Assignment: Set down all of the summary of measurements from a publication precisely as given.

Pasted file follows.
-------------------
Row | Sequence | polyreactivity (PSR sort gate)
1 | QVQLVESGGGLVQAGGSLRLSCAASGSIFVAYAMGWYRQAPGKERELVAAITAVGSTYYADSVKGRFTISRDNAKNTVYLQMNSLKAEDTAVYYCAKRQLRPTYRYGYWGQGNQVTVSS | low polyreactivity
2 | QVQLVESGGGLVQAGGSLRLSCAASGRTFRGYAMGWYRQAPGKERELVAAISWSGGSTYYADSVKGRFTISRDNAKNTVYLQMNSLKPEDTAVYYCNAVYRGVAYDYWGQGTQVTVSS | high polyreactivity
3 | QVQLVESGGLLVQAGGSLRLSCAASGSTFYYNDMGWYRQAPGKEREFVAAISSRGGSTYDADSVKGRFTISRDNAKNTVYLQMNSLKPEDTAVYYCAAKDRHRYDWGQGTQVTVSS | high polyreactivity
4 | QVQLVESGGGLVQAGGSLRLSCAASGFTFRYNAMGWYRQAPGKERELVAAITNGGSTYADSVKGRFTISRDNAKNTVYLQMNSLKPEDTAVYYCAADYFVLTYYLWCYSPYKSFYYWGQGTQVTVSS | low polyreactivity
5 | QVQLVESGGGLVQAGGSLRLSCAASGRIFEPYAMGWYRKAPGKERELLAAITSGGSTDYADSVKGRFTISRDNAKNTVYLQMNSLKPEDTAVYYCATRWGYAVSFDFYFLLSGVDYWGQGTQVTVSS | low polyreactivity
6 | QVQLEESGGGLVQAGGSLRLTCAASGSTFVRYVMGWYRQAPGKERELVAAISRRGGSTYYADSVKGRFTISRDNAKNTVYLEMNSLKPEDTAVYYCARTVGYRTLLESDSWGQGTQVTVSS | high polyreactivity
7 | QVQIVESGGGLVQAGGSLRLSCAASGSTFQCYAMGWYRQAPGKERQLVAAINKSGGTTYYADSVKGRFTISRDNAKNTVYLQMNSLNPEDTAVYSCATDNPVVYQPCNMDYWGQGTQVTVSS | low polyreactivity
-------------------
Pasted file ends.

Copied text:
Row | Sequence | polyreactivity (PSR sort gate)
1 | QVQLVESGGGLVQAGGSLRLSCAASGSIFVAYAMGWYRQAPGKERELVAAITAVGSTYYADSVKGRFTISRDNAKNTVYLQMNSLKAEDTAVYYCAKRQLRPTYRYGYWGQGNQVTVSS | low polyreactivity
2 | QVQLVESGGGLVQAGGSLRLSCAASGRTFRGYAMGWYRQAPGKERELVAAISWSGGSTYYADSVKGRFTISRDNAKNTVYLQMNSLKPEDTAVYYCNAVYRGVAYDYWGQGTQVTVSS | high polyreactivity
3 | QVQLVESGGLLVQAGGSLRLSCAASGSTFYYNDMGWYRQAPGKEREFVAAISSRGGSTYDADSVKGRFTISRDNAKNTVYLQMNSLKPEDTAVYYCAAKDRHRYDWGQGTQVTVSS | high polyreactivity
4 | QVQLVESGGGLVQAGGSLRLSCAASGFTFRYNAMGWYRQAPGKERELVAAITNGGSTYADSVKGRFTISRDNAKNTVYLQMNSLKPEDTAVYYCAADYFVLTYYLWCYSPYKSFYYWGQGTQVTVSS | low polyreactivity
5 | QVQLVESGGGLVQAGGSLRLSCAASGRIFEPYAMGWYRKAPGKERELLAAITSGGSTDYADSVKGRFTISRDNAKNTVYLQMNSLKPEDTAVYYCATRWGYAVSFDFYFLLSGVDYWGQGTQVTVSS | low polyreactivity
6 | QVQLEESGGGLVQAGGSLRLTCAASGSTFVRYVMGWYRQAPGKERELVAAISRRGGSTYYADSVKGRFTISRDNAKNTVYLEMNSLKPEDTAVYYCARTVGYRTLLESDSWGQGTQVTVSS | high polyreactivity
7 | QVQIVESGGGLVQAGGSLRLSCAASGSTFQCYAMGWYRQAPGKERQLVAAINKSGGTTYYADSVKGRFTISRDNAKNTVYLQMNSLNPEDTAVYSCATDNPVVYQPCNMDYWGQGTQVTVSS | low polyreactivity